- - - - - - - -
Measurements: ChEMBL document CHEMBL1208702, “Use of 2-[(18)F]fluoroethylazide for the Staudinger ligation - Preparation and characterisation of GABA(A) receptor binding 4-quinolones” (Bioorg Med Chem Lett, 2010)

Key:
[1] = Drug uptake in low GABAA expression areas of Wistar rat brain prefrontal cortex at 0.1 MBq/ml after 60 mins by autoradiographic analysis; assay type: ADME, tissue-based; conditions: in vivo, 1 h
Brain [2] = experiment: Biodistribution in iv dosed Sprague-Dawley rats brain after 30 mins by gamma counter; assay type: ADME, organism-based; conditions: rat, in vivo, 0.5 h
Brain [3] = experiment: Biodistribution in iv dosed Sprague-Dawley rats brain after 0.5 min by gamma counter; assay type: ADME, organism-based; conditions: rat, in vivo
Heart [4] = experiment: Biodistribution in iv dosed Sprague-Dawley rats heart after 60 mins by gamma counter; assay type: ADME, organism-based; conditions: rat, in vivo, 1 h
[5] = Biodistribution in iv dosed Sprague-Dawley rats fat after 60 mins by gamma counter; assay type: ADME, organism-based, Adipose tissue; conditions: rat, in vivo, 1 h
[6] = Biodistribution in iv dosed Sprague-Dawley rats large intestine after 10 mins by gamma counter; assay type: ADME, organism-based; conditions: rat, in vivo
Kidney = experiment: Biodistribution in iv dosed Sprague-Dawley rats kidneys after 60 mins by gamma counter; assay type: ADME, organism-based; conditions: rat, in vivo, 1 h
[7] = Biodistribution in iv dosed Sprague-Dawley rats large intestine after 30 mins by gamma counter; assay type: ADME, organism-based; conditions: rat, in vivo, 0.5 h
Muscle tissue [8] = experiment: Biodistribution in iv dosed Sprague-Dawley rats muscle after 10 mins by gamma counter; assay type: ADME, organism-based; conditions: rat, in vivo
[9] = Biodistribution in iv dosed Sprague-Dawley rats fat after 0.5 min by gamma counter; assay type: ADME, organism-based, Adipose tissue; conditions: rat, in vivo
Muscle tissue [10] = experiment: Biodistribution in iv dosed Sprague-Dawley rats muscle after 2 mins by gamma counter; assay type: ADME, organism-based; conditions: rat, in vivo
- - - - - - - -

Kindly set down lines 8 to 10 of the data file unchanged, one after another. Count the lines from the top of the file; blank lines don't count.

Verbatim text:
[6] = Biodistribution in iv dosed Sprague-Dawley rats large intestine after 10 mins by gamma counter; assay type: ADME, organism-based; conditions: rat, in vivo
Kidney = experiment: Biodistribution in iv dosed Sprague-Dawley rats kidneys after 60 mins by gamma counter; assay type: ADME, organism-based; conditions: rat, in vivo, 1 h
[7] = Biodistribution in iv dosed Sprague-Dawley rats large intestine after 30 mins by gamma counter; assay type: ADME, organism-based; conditions: rat, in vivo, 0.5 h